Sony v Stevens 2002 FCA 906

Federal Court of AustraliaSackville J – 26 July 2002

 

Note: The majority of this judgment is no longer considered good law. The Full Federal Court of Australia held that there was a Technological Protection Measure in the Sony Playstation, and as such, Mr Stevens was guilty of distributing a Circumvention Device. The appeal is Kabushiki Kaisha Sony Computer Entertainment v Stevens (2003) FCAFC 157 (30 July 2003).

Accordingly, I will update this write-up shortly.

 

TRADE MARKS; sale of unauthorised copies of computer games - reproduction of electronic representations of trade marks - whether infringement of trade marks.

FAIR TRADING; sale of unauthorised copies of computer games - whether respondent represented that the copies had the sponsorship, approval or affiliation of the applicants.

COPYRIGHT; Copyright Act 1968 (Cth), s 116A; "technological protection measure"; "circumvention device"; computer games contain an access code, games can be played on console only if the access code is recognised by a Boot ROM, whether the access code and Boot ROM constitute a "technological protection measure" within s 10(1) of the Copyright Act 1968 (Cth); whether the device is "designed, in the ordinary course of its operation, to prevent or inhibit the infringement of copyright"; whether it is enough for a device to deter or discourage copyright infringement; whether a substantial part of the game's computer program is reproduced in the console's RAM; whether part of the program is reproduced "in a material form";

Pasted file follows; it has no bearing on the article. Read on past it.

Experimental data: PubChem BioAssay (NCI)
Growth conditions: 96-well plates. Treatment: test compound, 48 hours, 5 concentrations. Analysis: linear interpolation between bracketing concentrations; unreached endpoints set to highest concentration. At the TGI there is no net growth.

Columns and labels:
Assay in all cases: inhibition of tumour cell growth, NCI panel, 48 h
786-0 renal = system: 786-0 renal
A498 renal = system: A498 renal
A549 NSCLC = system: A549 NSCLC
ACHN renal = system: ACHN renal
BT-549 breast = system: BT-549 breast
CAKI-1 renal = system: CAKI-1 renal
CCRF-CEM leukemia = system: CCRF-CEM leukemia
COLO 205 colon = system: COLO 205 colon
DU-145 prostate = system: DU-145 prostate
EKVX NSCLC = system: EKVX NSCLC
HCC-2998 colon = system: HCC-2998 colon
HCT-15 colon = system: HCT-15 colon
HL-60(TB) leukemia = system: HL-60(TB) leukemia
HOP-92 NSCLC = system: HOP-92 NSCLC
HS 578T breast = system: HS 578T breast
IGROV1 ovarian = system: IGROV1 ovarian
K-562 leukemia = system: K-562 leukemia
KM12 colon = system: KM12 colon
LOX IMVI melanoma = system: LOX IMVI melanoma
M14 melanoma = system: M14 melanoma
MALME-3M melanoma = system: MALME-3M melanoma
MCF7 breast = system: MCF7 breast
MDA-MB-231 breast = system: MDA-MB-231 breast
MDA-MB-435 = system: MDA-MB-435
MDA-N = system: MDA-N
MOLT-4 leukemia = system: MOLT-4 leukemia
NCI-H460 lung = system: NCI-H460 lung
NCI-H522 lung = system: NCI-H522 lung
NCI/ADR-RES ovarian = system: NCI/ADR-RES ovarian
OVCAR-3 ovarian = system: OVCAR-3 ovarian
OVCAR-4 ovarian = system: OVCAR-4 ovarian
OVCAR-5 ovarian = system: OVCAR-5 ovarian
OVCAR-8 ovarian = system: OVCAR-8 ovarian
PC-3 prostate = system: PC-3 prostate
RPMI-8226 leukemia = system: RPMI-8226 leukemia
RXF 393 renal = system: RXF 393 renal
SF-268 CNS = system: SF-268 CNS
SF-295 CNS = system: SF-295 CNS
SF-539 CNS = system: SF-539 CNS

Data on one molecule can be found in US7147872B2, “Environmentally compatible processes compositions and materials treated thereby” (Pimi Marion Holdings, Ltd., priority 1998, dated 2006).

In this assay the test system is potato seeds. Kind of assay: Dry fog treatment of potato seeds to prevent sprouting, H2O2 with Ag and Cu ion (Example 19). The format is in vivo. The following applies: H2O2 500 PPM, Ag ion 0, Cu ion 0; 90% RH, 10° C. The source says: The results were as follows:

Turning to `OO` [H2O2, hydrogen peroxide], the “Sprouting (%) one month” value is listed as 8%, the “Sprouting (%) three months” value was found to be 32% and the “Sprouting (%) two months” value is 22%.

Note: This case is currently under appeal by the full court of the Federal Court of Australia.

 

Facts

Stevens operated a business which involved installing 'mod chips' into Sony Playstations to allow them to play pirated and imported games, and resold pirated games from an external distributor to clients. Following the commencement of the Copyright Amendment (Digital Agenda) Act 2000 (Cth) in March 2001, which rendered illegal the selling and distributing of a device designed to circumvent a 'technological protection measure', Sony sued for copyright infringement. Sony also sued for trademark infringement and infringement of the Fair Trading Act 1987 (NSW). Stephens elected to represent himself, and Sackville J had assistance from the ACCC in the role of amicus curiae.

 

Infringement of Trade Mark

Sony alleged that by supplying unauthorised copies of PlayStation games, which stored in electronic form the Sony logo and other trade marks. When played, these games displayed representations of the Sony Trade Marks, and this constituted use of the Trade Marks in relation to goods in respect of which the Sony Trade Marks were registered, without licence or consent. Sackville J accepted that Mr Stevens, knowing that the games would display trade mark signs that were substantially identical to the Sony Trade Marks, and without suggesting any exceptions, infringed the Sony Trade Marks.